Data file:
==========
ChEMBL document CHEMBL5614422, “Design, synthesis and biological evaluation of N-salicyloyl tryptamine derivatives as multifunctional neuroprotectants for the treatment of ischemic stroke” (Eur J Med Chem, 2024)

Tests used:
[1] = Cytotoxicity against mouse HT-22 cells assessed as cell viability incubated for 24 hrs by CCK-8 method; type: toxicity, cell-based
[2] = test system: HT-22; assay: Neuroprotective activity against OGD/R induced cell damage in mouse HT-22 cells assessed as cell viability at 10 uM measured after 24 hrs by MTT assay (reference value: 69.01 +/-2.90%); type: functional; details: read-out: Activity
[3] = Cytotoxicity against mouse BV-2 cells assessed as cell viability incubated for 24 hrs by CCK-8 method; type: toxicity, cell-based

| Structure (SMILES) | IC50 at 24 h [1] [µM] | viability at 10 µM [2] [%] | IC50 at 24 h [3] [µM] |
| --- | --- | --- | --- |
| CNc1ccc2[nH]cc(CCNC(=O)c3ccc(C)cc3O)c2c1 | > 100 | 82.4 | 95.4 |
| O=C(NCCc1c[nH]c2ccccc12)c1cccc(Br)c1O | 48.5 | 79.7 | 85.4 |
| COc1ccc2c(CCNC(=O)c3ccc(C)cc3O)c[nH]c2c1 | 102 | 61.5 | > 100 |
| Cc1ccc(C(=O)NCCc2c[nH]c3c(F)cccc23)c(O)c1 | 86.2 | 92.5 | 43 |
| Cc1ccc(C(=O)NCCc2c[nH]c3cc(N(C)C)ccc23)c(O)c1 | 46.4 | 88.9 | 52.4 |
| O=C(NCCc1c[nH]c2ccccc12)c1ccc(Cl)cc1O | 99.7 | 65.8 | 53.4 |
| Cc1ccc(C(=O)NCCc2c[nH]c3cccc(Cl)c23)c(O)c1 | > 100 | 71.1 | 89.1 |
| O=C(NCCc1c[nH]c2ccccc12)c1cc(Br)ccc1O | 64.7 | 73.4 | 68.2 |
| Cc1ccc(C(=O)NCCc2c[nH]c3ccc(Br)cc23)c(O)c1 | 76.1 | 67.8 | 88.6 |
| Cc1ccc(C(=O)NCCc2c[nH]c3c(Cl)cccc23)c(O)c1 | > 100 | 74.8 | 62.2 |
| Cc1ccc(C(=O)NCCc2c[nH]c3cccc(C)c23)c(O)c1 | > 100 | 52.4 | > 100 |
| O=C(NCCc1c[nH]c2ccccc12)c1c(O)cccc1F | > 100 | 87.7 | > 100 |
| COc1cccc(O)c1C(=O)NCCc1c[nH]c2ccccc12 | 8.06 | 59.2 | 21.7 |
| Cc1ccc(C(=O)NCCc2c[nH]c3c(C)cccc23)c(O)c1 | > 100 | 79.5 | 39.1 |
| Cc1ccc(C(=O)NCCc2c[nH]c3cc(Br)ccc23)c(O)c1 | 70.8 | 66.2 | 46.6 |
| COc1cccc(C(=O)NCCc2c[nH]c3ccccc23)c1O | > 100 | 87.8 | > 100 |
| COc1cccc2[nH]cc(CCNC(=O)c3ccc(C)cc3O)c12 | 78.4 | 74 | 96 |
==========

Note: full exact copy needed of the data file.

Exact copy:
ChEMBL document CHEMBL5614422, “Design, synthesis and biological evaluation of N-salicyloyl tryptamine derivatives as multifunctional neuroprotectants for the treatment of ischemic stroke” (Eur J Med Chem, 2024)

Tests used:
[1] = Cytotoxicity against mouse HT-22 cells assessed as cell viability incubated for 24 hrs by CCK-8 method; type: toxicity, cell-based
[2] = test system: HT-22; assay: Neuroprotective activity against OGD/R induced cell damage in mouse HT-22 cells assessed as cell viability at 10 uM measured after 24 hrs by MTT assay (reference value: 69.01 +/-2.90%); type: functional; details: read-out: Activity
[3] = Cytotoxicity against mouse BV-2 cells assessed as cell viability incubated for 24 hrs by CCK-8 method; type: toxicity, cell-based

| Structure (SMILES) | IC50 at 24 h [1] [µM] | viability at 10 µM [2] [%] | IC50 at 24 h [3] [µM] |
| --- | --- | --- | --- |
| CNc1ccc2[nH]cc(CCNC(=O)c3ccc(C)cc3O)c2c1 | > 100 | 82.4 | 95.4 |
| O=C(NCCc1c[nH]c2ccccc12)c1cccc(Br)c1O | 48.5 | 79.7 | 85.4 |
| COc1ccc2c(CCNC(=O)c3ccc(C)cc3O)c[nH]c2c1 | 102 | 61.5 | > 100 |
| Cc1ccc(C(=O)NCCc2c[nH]c3c(F)cccc23)c(O)c1 | 86.2 | 92.5 | 43 |
| Cc1ccc(C(=O)NCCc2c[nH]c3cc(N(C)C)ccc23)c(O)c1 | 46.4 | 88.9 | 52.4 |
| O=C(NCCc1c[nH]c2ccccc12)c1ccc(Cl)cc1O | 99.7 | 65.8 | 53.4 |
| Cc1ccc(C(=O)NCCc2c[nH]c3cccc(Cl)c23)c(O)c1 | > 100 | 71.1 | 89.1 |
| O=C(NCCc1c[nH]c2ccccc12)c1cc(Br)ccc1O | 64.7 | 73.4 | 68.2 |
| Cc1ccc(C(=O)NCCc2c[nH]c3ccc(Br)cc23)c(O)c1 | 76.1 | 67.8 | 88.6 |
| Cc1ccc(C(=O)NCCc2c[nH]c3c(Cl)cccc23)c(O)c1 | > 100 | 74.8 | 62.2 |
| Cc1ccc(C(=O)NCCc2c[nH]c3cccc(C)c23)c(O)c1 | > 100 | 52.4 | > 100 |
| O=C(NCCc1c[nH]c2ccccc12)c1c(O)cccc1F | > 100 | 87.7 | > 100 |
| COc1cccc(O)c1C(=O)NCCc1c[nH]c2ccccc12 | 8.06 | 59.2 | 21.7 |
| Cc1ccc(C(=O)NCCc2c[nH]c3c(C)cccc23)c(O)c1 | > 100 | 79.5 | 39.1 |
| Cc1ccc(C(=O)NCCc2c[nH]c3cc(Br)ccc23)c(O)c1 | 70.8 | 66.2 | 46.6 |
| COc1cccc(C(=O)NCCc2c[nH]c3ccccc23)c1O | > 100 | 87.8 | > 100 |
| COc1cccc2[nH]cc(CCNC(=O)c3ccc(C)cc3O)c12 | 78.4 | 74 | 96 |